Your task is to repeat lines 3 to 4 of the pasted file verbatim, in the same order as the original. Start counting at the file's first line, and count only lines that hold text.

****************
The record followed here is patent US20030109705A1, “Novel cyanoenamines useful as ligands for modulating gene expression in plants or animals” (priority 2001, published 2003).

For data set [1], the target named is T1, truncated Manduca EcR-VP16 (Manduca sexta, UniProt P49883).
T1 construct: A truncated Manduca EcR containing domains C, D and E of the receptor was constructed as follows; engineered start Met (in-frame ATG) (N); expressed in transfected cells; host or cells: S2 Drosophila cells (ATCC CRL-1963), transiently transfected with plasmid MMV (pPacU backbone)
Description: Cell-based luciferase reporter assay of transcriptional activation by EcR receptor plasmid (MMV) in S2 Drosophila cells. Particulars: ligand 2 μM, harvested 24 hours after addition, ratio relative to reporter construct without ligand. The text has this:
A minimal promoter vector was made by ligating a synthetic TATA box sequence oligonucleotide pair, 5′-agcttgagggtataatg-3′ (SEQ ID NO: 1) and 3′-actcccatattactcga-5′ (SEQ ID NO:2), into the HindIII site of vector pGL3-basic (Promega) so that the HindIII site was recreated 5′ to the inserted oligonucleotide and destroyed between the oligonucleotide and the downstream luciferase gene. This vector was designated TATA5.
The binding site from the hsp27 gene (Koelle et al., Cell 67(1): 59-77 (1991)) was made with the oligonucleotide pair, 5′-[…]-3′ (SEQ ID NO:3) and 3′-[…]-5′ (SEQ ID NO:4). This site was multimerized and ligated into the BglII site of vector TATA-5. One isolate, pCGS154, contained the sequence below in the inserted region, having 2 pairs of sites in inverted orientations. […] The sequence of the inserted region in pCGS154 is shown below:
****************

T1 construct: A truncated Manduca EcR containing domains C, D and E of the receptor was constructed as follows; engineered start Met (in-frame ATG) (N); expressed in transfected cells; host or cells: S2 Drosophila cells (ATCC CRL-1963), transiently transfected with plasmid MMV (pPacU backbone)
Description: Cell-based luciferase reporter assay of transcriptional activation by EcR receptor plasmid (MMV) in S2 Drosophila cells. Particulars: ligand 2 μM, harvested 24 hours after addition, ratio relative to reporter construct without ligand. The text has this: